The Art of Taekwondo and the ITF style


Taekwondo in Korean The five Tenets of Taekwondo

The History of Taekwondo

50 B.C.
Drawings appear in caves depicting men in stances that look like Taekwondo
18 B.C.
Kingdom of Baeckje is founded, establishing the three Kingdom dynasty (Baeckje, Silla, Goguryeo). The three kingdoms ruled the korean peninsula and a great portion of manchuria in the 1st millenium. The early martial art named Subak spreads through Packje and Silla.
540-576 A.D.
Chin Heung, the 24th king of Silla, decides to commission the formation of the Hwarang. The Hwarang is comprised of aritocratic youth and they begin to learn what became known as Hwa rang do. The teaching revolves around fighting techniques, weapons, spiritual training, intellectual enhancement, and artistic pursuits.
668 A.D.
The Hwarang practice Subak and also develop the next form of Taekyon, which has more order and structure. The general public are greatly interested in both forms and it becomes popular to practice amongst the local people and not just within the military.
935 A.D.
General Wang Kon leads an insurrection against Goryeo (changed from Goguryeo in the 5th century), overthrowing the government and founding the Goryeo dynasty. Taekyon is required to be learned by all military personnel, and is widely practiced by the general public as well.
1392
The Yi dynasty begins promoting confucian philosphy, which because of its peaceful nature downplays the role of martial arts. Despite this the general public still practice both Subak and Taekyon. The name Taekyon is sometimes replaced by Soo Back Ki which means Hand Striking Techniques.
1909-1945
Japan conquors Korea and forbids any Korean culture including the practice of native martial arts. Many instructors flee from the country where they are influenced by other martial arts, while others practiced taekyon in seceret and remained in Korea. At the end of World War II Korea is liberated from Japanese occupation and Korean martial arts are brought back. The renued martial arts schools (kwans) lack consistency and much of what they practice is heavily influenced by the Japanese martial arts.
1946
Hwang Kee derives a form of martial arts called Mood Duk Kwan, which eventualy splits into two different styles Taekwondo and Tang Soo Do.
1952
Impressed by a demonstraition at a martial arts exhibition south Korean president Syngman Rhee orders one of his generals, Choi Hong Hi, to introduce martial arts to the Korean army. By the mid 1950s nine schools (kwans) of martial arts had emerged in korea.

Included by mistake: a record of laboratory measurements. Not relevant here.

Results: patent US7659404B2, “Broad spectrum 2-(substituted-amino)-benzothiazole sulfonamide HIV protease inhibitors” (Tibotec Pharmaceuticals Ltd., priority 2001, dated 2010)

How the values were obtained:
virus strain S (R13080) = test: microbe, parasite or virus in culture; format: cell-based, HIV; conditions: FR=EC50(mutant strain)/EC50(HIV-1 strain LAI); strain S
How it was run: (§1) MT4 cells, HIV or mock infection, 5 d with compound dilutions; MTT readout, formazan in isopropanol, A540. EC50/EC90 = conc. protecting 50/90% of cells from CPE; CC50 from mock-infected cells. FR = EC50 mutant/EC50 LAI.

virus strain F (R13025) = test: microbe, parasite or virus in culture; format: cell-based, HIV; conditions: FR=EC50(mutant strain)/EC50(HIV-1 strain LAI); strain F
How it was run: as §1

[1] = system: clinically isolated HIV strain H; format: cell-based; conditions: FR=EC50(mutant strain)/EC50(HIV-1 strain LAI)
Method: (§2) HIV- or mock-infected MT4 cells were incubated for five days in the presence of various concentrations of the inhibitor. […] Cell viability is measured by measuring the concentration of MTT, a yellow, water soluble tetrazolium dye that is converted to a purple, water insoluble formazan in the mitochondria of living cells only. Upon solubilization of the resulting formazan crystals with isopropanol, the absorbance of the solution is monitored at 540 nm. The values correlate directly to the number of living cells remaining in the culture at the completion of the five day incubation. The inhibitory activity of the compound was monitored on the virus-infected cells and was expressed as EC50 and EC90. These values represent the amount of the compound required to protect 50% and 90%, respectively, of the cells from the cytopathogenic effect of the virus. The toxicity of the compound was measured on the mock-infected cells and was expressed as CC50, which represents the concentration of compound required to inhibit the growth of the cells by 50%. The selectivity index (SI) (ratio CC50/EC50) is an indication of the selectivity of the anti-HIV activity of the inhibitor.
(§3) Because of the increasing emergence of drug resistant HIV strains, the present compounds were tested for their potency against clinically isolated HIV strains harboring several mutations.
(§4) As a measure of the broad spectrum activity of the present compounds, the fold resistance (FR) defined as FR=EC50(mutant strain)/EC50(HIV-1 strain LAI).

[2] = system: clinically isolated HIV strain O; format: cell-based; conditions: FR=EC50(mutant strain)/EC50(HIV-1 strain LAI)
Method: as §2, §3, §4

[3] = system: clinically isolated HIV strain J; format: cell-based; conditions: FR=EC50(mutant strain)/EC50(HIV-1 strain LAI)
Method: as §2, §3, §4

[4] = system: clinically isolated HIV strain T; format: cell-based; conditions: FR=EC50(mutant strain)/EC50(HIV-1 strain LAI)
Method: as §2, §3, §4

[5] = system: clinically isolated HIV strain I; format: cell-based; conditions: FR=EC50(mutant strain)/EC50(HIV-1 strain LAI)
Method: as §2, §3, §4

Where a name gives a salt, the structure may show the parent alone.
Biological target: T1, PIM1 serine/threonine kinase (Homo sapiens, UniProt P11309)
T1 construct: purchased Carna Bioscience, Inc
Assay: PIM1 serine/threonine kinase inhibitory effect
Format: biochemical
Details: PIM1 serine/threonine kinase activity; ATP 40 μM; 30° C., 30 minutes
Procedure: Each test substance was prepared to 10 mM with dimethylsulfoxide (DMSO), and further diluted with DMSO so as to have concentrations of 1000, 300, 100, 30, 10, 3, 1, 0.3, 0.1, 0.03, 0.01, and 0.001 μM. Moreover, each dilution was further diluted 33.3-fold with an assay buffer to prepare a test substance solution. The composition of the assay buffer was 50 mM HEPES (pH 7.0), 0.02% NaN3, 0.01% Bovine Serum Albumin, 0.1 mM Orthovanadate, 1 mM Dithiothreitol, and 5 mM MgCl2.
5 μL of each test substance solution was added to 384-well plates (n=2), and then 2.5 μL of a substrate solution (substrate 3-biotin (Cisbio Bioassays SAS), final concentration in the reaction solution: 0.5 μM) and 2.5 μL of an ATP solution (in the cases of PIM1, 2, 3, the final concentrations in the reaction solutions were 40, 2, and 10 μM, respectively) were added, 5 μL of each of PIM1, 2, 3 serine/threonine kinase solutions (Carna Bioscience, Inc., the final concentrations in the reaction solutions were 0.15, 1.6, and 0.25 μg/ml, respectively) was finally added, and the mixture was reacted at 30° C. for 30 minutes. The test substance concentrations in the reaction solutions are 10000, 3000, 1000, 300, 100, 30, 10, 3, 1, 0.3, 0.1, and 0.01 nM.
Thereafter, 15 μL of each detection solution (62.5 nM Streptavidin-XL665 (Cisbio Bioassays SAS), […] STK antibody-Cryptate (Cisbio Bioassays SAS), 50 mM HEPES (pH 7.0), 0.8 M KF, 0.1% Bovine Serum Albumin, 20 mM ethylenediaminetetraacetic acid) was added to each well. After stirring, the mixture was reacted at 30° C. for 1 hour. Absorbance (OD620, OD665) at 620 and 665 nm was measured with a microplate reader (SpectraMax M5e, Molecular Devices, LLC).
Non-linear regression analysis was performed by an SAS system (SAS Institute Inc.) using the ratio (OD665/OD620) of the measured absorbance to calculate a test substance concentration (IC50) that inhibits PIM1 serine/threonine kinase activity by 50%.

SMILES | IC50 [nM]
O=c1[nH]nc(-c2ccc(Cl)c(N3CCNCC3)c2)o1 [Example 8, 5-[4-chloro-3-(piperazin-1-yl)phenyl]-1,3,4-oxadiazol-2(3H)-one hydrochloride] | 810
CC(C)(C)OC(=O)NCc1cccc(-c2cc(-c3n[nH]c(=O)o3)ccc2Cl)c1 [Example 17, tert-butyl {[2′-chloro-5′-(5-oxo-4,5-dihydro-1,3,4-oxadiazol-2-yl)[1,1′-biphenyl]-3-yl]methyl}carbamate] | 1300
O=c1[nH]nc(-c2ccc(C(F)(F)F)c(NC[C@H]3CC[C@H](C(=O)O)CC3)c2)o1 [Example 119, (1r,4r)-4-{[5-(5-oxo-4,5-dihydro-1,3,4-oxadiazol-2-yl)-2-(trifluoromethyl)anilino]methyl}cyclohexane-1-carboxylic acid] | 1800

1955-57
The nine kwans agree to combine under one unified system as directed by Syngman Rhee. It is suggested that the new system be called Taekwondo. As it is practiced today the nine kwans are responsible for this final product of korean martial arts.
1960
The newly formed K.T.A. (Korea Taekwondo Association) , which oversaw the unification of the nine kwans, begins to dispatch masters to other countries to promote Taekwondo and open schools (dojangs).
1966
General Choi founds the I.T.F.(International Taekwondo Federation) with support from Vietnam, West Germany, Malaysia, Turkey, Italy, United Arab Republic, Taiwan, and United States. The ITF is a separate organization from the Korean Taekwondo Association.
1967
The U.S. Taekwondo Association is formed.
1968-69
General Choi teaches Master Haeung Lee taekwondo. Haeung Lee goes on to found the A.T.A (American Taekwondo Association) based in Omaha, Nebraska
1971-72
Chung Hee Park, president of South Korea, announces that taekwondo will become the national sport of Korea and implements plans to build the Kukkiwon headquarters (W.T.F. Headquarters). General Choi leaves South Korea and moves the I.T.F. headquarters to Toronto, Canada.
1973
W.T.F. (World Taekwondo Federation) is founded and cuts all ties with the I.T.F. Kukkiwon becomes the official training site and headquarters of W.T.F.
1980-81
The International Olympic Commitee (IOC) recognizes the W.T.F. at the 83rd session in Moscow, Russia. In 81 W.T.F. is accepted as a world games event.
1982
General Choi tries to make I.T.F. Taekwondo an olympic sport by reaching out to the IOC.
1984
The I.T.F. moves its headquarters to Vienna, Austria.
1986
The I.T.F. sends teams to china for demonstration purposes. China eventualy embraces taekwondo.
1988
Taekwondo is featured as an exhibition sport in the 1988 Seoul olympic games.
1992
Taekwondo is featured again as an exhibition sport in the Barcelona olympic games.
2000
The IOC confirm that taekwondo will be an official sport in the 2004 Athens olympic games.
2002
General Choi, regarded as the "father of taekwondo" dies of stomach cancer. The selection of his sucessor as head of the I.T.F. is somewhat disputed leading to the I.T.F. to split into three branches, I.T.F. Vienna,I.T.F. North Korea,and I.T.F. Canada.
2004
Taekwondo is an official sport in the olympic games at Athens.
2008
Taekwondo is an official sport at the olympic games held in Beijing, China.
2012
Taekwondo participates as an official sport in the London olympic games.
Yin Yang